Women and the community should practice their rights. Women get paid less they are asked for sexual favours at work so that they can get paid. When a woman gets home, she needs to take care of the household and do everything that is required of her.

The documentary is good shows that women will still fight for their rights and that it is about high time that women should know their rights including men too. That the government can say we are all equal but that is not true in practice. The working class needs to strengthen its position.

Film Review: Casual Women Workers Organise

By Senzeni Ngwenya

12 August 2023

The title of the film is ‘Casual Workers Women Organise’ and was produced by the Simunye Workers Forum together with the Casual Workers Advise Office (CWAO) in 2021. It has a duration of 35 minutes.

It is about issues affecting woman in the workplace as well as domestically, which leads to the suffering of their children.

Morongwa, a farm worker, was interviewed in this film. She raised the issue of underpayment, but they are overworked. Another lady who is a who is a casual fruit packer from Nature’s Garden spoke about the issue of privacy within the company. They work with men, but they are no change rooms.

They share personal protective equipment which is unhygienic. A chef from a restaurant was worried about unity among employees, the local and migrant workers. Though they have a common enemy they struggle to unite and fight.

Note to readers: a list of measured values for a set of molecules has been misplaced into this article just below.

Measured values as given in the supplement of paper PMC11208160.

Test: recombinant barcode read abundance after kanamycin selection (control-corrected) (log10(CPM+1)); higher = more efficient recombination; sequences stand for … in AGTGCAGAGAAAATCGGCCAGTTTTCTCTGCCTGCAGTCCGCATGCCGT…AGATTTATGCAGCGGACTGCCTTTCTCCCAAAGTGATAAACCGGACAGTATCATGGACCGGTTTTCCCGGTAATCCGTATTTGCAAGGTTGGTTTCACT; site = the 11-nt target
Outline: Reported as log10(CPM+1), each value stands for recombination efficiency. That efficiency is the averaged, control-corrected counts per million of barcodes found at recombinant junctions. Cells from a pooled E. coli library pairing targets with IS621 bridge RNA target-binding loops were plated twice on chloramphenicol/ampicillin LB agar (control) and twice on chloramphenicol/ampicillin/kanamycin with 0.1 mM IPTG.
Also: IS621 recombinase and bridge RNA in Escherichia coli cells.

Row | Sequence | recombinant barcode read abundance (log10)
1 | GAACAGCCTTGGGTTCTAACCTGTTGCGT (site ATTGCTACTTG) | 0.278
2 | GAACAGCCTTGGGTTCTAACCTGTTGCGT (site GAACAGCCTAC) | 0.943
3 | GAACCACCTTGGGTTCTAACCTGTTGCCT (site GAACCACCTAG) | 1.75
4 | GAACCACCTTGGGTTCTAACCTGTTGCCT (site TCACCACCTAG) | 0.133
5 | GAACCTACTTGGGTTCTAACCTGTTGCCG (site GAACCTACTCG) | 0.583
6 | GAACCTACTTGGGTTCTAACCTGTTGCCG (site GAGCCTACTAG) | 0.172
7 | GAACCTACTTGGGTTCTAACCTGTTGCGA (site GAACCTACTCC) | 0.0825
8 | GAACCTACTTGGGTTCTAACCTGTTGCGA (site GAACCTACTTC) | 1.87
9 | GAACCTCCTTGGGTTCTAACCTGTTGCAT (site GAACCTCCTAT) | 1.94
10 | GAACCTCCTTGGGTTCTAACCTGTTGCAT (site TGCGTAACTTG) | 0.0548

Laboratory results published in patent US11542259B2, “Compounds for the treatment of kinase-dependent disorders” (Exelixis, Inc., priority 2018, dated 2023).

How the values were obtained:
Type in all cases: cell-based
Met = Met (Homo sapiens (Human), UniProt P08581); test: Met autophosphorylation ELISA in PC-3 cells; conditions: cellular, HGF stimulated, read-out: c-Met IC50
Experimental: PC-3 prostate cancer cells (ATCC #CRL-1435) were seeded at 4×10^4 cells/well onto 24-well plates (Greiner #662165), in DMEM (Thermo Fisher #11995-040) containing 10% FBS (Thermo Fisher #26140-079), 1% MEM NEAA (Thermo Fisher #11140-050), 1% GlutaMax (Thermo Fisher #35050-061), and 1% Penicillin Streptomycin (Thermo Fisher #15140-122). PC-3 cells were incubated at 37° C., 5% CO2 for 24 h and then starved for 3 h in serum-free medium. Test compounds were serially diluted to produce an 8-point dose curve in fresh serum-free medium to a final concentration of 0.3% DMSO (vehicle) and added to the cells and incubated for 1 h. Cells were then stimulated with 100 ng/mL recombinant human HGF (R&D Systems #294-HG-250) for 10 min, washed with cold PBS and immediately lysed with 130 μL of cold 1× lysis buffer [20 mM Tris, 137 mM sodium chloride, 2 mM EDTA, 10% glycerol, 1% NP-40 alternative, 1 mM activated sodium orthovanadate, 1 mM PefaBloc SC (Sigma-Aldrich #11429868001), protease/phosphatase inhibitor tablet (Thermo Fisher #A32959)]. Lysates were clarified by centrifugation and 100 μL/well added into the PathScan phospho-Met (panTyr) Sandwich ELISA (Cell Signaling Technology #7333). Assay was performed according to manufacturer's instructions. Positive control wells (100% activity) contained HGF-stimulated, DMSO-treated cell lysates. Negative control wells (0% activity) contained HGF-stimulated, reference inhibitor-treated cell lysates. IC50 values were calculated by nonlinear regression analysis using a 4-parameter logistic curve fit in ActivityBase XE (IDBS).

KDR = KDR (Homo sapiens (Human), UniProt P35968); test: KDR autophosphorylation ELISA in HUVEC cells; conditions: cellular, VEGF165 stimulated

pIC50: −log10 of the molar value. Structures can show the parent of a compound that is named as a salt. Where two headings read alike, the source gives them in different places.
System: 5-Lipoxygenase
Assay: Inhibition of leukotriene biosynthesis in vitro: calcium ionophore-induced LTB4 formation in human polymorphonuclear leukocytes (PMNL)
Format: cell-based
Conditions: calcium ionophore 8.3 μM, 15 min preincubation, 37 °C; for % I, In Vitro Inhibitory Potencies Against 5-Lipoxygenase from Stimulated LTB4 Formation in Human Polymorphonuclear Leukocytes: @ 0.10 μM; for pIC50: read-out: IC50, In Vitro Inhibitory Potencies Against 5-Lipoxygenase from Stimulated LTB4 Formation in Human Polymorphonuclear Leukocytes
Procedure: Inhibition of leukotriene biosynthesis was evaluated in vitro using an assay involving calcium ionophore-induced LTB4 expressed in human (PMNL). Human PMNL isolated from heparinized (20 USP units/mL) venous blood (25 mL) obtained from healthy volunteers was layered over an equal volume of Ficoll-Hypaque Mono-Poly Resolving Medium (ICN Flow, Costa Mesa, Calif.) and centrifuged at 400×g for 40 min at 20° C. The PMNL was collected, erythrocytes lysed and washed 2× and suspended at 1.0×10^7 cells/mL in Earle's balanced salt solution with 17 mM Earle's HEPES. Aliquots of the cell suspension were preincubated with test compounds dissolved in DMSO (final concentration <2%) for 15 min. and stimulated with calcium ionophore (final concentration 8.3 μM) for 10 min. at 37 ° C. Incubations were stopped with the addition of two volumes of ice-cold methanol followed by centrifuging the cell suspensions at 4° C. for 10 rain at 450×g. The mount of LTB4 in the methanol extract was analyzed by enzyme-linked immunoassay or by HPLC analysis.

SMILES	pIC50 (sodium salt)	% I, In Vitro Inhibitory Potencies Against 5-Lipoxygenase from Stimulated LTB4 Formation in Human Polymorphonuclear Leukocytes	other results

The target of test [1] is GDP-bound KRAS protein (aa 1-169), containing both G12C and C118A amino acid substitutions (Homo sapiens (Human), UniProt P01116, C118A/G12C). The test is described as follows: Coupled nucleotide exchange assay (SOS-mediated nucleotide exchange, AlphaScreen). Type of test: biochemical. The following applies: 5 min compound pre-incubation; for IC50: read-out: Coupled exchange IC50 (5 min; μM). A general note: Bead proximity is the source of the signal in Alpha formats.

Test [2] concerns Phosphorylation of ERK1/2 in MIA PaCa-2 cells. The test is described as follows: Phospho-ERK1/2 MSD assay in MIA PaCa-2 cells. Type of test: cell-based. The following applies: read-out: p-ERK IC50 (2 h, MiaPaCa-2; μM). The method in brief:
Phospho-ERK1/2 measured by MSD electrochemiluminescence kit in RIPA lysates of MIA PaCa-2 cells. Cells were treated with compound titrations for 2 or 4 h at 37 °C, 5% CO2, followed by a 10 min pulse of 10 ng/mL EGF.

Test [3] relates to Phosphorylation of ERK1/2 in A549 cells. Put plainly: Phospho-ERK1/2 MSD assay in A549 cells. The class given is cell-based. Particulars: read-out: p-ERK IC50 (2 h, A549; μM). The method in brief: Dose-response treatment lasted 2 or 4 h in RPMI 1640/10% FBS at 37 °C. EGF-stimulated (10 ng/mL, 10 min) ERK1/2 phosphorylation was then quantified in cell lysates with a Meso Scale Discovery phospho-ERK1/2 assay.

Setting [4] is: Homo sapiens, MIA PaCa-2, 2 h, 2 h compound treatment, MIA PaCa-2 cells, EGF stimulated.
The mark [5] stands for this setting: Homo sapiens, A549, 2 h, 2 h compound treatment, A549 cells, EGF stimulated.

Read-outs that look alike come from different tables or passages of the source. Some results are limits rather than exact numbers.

A waste collector shown in the documentary was worried about safety at the dumpsites as a woman. There are no rest rooms for public inconveniences as well.

The workers fear losing their jobs, so they struggle to raise issues affecting them. Because men are in charge some women resort to sleep with their bosses to get better pay, a permanent post or to get contracts renewed. There is also an issue with labour brokers who are stealing from them, they don’t know how much they are paid – exactly as the labour brokers take a share, what are they paid for and how long they have to work.

After learning about CWAO and being brave enough to mobilise other workers, it was possible for them to solve their problems.

It is a good film. It teaches and guides women on speaking out without vandalising properties or physically fighting in the workplace.

The film brought about women from different places of work who share similar problems, mainly being overworked, being underpaid, facing sexual harassment and finally, exploitation by labour brokers.

Women’s day is a platform for women to share their struggles and share knowledge about their rights.

The working class must keep the spirit of unity, through which they can win the struggle that brought them together.

This article is an amalgum of various submissions by FAJs around Gauteng. The various articles were submitted in mid-August 2023. You may republish this article, so long as you credit the authors and Karibu! Online (, and do not change the text. Please include a link back to the original article.